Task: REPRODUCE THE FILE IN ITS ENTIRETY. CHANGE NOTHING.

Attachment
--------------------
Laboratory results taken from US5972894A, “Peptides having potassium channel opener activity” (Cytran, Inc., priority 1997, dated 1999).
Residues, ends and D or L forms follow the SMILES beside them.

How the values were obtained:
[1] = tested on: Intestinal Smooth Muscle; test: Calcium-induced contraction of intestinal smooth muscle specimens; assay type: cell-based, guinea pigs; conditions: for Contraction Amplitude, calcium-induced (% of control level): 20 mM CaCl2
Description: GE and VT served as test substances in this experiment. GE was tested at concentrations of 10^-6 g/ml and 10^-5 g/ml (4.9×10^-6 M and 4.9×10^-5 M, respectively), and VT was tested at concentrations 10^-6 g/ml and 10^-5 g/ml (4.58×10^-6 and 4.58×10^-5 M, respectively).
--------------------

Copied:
Laboratory results taken from US5972894A, “Peptides having potassium channel opener activity” (Cytran, Inc., priority 1997, dated 1999).
Residues, ends and D or L forms follow the SMILES beside them.

How the values were obtained:
[1] = tested on: Intestinal Smooth Muscle; test: Calcium-induced contraction of intestinal smooth muscle specimens; assay type: cell-based, guinea pigs; conditions: for Contraction Amplitude, calcium-induced (% of control level): 20 mM CaCl2
Description: GE and VT served as test substances in this experiment. GE was tested at concentrations of 10^-6 g/ml and 10^-5 g/ml (4.9×10^-6 M and 4.9×10^-5 M, respectively), and VT was tested at concentrations 10^-6 g/ml and 10^-5 g/ml (4.58×10^-6 and 4.58×10^-5 M, respectively).